Inspiring the next generation: A year of our youth volunteering programme

Habitats and heritage youth volunteers and staff at Ham Lands with the National Lottery community fund logo and the habitats and heritage logo

A year ago, a grant from the National Lottery Awards for All allowed us to transform our volunteering opportunities for young people into the popular youth volunteering programme that it is today. With the practical conservation sessions and youth steering group still going strong, we look back on the past year with some people who have benefitted from the programme.

The most popular strand of the programme is undoubtedly our youth practical conservation sessions which give young people a chance to get hands-on experience of nature conservation in South West London. Over 50 young people have learnt skills ranging from safe tool use to grassland maintenance and community garden development. One of the participants who was inspired by taking part in these sessions is Molly, who is now studying for a career in conservation and is also a member of our youth steering group.

Quote reading: I felt a real sense of fulfilment in seeing the immediate positive change that I could cause

Molly: “I started attending the youth volunteering sessions as an easy way to fulfil my Duke of Edinburgh Award volunteering requirements. After all, it meant I could do one 4 hour session and be done for a month. What I never anticipated was it really inspiring such an interest in conservation, I felt a real sense of fulfilment in seeing the immediate positive change that I could cause. The experiences led to me studying biology at university, in hopes of a future career in conservation. Now I’m part of the youth steering group, which has been a valuable opportunity to gain more experience and be able to return the favour to the charity which inspired my future. Climate change will have a significant impact on the future generations, yet young people are often marginalised against big businesses who hold more economic importance when it comes to political discourse. So it is important that young people are given a voice, especially surrounding decisions that will affect their future the most.”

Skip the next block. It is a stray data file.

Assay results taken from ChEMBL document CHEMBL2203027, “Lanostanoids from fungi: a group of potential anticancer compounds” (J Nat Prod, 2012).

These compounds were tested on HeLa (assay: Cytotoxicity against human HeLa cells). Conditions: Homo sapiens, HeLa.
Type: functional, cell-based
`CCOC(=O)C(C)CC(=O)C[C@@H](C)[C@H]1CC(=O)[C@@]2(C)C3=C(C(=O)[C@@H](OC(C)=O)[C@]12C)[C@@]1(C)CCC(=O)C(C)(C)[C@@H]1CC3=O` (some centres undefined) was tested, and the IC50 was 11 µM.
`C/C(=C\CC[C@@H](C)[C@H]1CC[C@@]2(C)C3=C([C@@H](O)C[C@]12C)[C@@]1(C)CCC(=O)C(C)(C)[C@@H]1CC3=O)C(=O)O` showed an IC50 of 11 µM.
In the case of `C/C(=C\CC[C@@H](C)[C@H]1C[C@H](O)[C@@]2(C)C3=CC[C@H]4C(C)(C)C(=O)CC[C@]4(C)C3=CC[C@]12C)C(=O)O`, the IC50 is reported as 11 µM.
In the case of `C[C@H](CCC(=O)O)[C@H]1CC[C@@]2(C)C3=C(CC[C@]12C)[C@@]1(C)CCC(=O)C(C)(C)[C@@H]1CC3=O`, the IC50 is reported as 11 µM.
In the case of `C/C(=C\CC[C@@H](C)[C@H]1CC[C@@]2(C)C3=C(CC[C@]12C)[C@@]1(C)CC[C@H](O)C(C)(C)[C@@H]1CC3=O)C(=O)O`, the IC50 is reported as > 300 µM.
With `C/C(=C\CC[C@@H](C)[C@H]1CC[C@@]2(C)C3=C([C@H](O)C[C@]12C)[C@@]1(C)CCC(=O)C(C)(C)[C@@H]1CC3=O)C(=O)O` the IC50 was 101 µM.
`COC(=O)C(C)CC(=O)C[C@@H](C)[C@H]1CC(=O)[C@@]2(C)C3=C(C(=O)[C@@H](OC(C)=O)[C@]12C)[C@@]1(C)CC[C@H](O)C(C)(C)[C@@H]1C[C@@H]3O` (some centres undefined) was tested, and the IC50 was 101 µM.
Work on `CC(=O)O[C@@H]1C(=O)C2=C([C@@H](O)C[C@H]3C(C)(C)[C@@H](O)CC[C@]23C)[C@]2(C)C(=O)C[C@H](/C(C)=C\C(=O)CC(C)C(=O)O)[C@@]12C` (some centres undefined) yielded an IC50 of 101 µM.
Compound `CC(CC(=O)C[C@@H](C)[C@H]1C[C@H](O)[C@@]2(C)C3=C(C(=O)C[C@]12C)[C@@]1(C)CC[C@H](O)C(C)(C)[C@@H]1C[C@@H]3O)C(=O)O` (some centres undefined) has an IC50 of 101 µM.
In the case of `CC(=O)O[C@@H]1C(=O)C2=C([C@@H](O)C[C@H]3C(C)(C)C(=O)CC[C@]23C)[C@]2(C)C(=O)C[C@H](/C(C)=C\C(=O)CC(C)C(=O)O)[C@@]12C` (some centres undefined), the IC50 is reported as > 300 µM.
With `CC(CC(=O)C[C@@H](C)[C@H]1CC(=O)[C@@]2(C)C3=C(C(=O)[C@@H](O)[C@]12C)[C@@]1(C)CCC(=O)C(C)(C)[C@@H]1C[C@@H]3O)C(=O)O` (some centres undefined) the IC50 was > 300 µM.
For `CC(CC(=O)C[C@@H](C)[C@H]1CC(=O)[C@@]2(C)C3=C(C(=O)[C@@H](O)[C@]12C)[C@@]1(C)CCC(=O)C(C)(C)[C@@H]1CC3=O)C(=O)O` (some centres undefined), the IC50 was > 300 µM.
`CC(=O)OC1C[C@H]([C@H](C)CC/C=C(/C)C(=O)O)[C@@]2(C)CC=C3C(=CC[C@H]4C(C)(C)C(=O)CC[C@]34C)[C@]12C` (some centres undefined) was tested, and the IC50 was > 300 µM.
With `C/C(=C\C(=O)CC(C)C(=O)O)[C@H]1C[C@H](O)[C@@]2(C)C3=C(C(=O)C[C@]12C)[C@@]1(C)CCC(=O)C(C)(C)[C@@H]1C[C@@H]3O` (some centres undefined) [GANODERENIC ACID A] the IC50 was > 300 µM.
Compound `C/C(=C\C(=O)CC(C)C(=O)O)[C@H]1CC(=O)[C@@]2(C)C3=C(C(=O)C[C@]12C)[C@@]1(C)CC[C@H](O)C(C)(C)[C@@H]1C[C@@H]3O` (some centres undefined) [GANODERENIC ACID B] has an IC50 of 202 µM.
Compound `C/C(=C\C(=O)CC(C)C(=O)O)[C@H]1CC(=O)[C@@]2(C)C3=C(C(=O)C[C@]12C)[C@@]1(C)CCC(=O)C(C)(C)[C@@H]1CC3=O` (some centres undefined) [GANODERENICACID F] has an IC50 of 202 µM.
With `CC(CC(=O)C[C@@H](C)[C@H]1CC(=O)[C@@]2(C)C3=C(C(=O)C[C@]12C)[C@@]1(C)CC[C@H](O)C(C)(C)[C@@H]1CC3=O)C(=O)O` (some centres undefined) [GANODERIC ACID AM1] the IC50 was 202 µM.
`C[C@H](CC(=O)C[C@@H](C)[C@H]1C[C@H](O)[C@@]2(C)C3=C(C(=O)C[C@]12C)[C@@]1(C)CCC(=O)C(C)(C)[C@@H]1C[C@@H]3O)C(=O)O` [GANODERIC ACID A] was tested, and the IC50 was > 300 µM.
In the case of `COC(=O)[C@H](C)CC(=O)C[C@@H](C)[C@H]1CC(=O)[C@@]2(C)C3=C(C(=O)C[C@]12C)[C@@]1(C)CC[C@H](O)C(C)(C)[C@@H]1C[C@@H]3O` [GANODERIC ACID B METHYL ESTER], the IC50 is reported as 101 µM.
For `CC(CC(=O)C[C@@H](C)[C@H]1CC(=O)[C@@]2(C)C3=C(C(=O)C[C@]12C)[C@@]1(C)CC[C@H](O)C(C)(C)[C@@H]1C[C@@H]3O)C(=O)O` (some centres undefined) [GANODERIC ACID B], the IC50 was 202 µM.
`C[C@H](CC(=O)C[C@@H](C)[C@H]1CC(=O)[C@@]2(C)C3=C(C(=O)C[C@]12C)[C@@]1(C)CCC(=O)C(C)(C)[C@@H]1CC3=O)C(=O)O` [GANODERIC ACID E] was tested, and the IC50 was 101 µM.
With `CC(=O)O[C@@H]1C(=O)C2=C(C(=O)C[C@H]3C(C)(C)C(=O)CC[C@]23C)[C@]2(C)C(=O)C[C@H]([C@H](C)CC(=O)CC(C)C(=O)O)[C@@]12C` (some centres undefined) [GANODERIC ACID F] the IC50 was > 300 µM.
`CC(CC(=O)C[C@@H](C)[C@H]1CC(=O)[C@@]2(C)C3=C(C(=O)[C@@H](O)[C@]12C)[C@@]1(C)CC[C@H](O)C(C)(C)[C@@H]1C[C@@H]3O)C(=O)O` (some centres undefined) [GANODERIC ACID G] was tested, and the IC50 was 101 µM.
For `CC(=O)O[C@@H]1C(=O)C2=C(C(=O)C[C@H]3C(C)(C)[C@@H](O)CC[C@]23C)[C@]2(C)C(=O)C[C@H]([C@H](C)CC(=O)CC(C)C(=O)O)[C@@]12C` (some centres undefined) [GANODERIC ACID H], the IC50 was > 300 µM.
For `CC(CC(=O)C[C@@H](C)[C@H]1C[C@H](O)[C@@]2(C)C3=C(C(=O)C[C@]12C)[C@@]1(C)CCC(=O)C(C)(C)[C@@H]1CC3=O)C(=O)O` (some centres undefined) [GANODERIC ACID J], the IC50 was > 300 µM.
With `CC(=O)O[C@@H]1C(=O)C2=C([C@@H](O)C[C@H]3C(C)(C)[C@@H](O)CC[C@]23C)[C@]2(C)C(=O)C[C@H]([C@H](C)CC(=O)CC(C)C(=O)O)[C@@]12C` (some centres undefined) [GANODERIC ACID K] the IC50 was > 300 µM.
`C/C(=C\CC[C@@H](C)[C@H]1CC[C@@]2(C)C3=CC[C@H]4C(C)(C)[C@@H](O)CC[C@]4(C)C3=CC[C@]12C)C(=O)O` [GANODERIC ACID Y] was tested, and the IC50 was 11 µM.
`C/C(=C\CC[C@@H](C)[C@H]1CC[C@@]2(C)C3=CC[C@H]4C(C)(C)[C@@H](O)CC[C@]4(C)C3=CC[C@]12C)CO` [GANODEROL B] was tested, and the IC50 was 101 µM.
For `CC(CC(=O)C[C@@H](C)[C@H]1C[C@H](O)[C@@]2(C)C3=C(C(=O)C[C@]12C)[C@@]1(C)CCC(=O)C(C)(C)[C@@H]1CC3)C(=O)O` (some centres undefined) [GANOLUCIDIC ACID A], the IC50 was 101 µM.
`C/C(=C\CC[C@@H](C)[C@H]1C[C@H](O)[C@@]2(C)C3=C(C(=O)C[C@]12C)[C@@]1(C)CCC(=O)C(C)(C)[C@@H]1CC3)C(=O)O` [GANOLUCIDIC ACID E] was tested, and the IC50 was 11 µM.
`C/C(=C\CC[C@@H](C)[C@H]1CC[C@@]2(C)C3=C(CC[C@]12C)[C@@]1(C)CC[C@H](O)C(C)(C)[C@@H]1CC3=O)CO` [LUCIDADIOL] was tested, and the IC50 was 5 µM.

It is not only the young people who benefit from these sessions. There are many green spaces in the area that need constant management to keep them as suitable habitats for the wide variety of species that live there, as well as safe places for people to visit and connect with nature. Having our young volunteers spend a day working in these spaces allows the volunteers to learn more about nature in their local area and to help it thrive through the tasks that they carry out. Sharon from Friends of Ham Lands talks about how the youth volunteers helped this rare and important habitat:

“Ham Lands local nature reserve is unique and precious. The Lands need sensitive informed management to support the rich biodiversity. More than 95% of this sort of grassland has been lost across the UK.  Climate change is having a huge impact. Drought resilient plants are starting to dominate and take over. We need all the help we can get to try and support and protect some of the flora and fauna.

Youth volunteers with rakes, secateurs and loppers working on either side of a footpath on Ham LandsOn 21st October a phenomenal team of youth volunteers came and cleared an area that was being seriously encroached by creeping bramble and creeping wild clematis. Because of their hard work and energy, a regular footpath has been made safer and wider. Hopefully other life will now be able to thrive.  In addition, one of the team supported FoHL recording the sounds of nature project with our specialist equipment.  He listened to the song of the poplar tree, and the song of a robin.

A huge thanks from Friends of Ham Lands for helping make a difference.  Please come back.”

Habitats & Heritage want to say thank you to the National Lottery Awards for All for funding our youth programme, and of course thanks to all the young people who have given their time and enthusiasm to the project. We hope to continue the programme for more successful years.

Youth volunteers and Habitats and Heritage staff members litter picking on the foreshore of the River Thames in front of Richmond Bridge

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